In 1993, family film, Hocus Pocus, magicked its way into cinemas. I know this to be true, because I was there.
Thing is, not a lot of other people were there, and when Hocus Pocus made its debut, the film was not a hit on the big screen. The Halloween-themed movie, which bizarrely opened during the summer of ’93 (rather than the autumn), was not popular with critics, it largely went unseen by audiences, and it flopped at the box office.
Bad timing? Poor marketing? Crazy critics? Quite possibly. Either way, not a great start for the film.
However, while audiences largely abandoned Hocus Pocus on the big screen, thanks to the VHS rental market, they soon discovered its charm. And then from VHS, it was television that widened its fanbase.
DVD soon broadened the audience further, with Blu-ray following close behind. And then finally streaming services, including Disney+, pushed it to a whole new generation.
In fact, over the years, Hocus Pocus has become a huge hit thanks to its second life on home video. Although the film struggled during its early days, it is now regarded as a stone-cold classic, with legions of fans.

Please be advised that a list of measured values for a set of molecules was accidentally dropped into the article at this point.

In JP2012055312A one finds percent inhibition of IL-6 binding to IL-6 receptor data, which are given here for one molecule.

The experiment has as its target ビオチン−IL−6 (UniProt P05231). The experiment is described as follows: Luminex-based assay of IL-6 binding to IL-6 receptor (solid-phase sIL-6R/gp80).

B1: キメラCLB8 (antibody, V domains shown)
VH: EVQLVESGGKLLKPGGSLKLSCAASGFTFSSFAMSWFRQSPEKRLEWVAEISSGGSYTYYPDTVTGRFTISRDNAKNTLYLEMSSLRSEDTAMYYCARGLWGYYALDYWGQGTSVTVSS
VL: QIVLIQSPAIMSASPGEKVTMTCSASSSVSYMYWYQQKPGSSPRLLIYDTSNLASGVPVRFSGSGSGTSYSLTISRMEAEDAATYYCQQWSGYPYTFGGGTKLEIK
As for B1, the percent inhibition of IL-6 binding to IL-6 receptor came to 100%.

In movie terms, Hocus Pocus is to Halloween, what Home Alone is to Christmas. For countless fans, Hocus Pocus is the go-to film of the spooky season, which is adored the world over.
And because of the ever-increasing popularity of Hocus Pocus, Disney has FINALLY given fans a sequel. It has taken almost 30 years (29 to be exact), but I can happily confirm that it is here, and waiting for you to watch!
Directed by Anne Fletcher, Hocus Pocus 2 stars Bette Midler, Sarah Jessica Parker, Kathy Najimy, and Doug Jones. The movie is available to stream on Disney+ from today, and picks up the story of the Sanderson Sisters (Winnie, Sarah, and Mary), as they find themselves resurrected once more.
In the film, two teenagers are tricked into lighting a black flame candle, which in turn revitalises the Sandersons. Upon their return, the witchy trio familiarise themselves with 2022, before attempting to perform a new spell to increase their power set.
All while this is taking place, the Sandersons set out to get revenge on the ancestor of a former enemy. The only ones who stand a chance of stopping them are the teens who brought them to the 21st Century, but can they get the job done?
Can these kids defeat the sisters before they become all powerful or will the Sandersons reign supreme? And more importantly, can this sequel hope to equal or improve on the original, which is now regarded as top tier Halloween entertainment?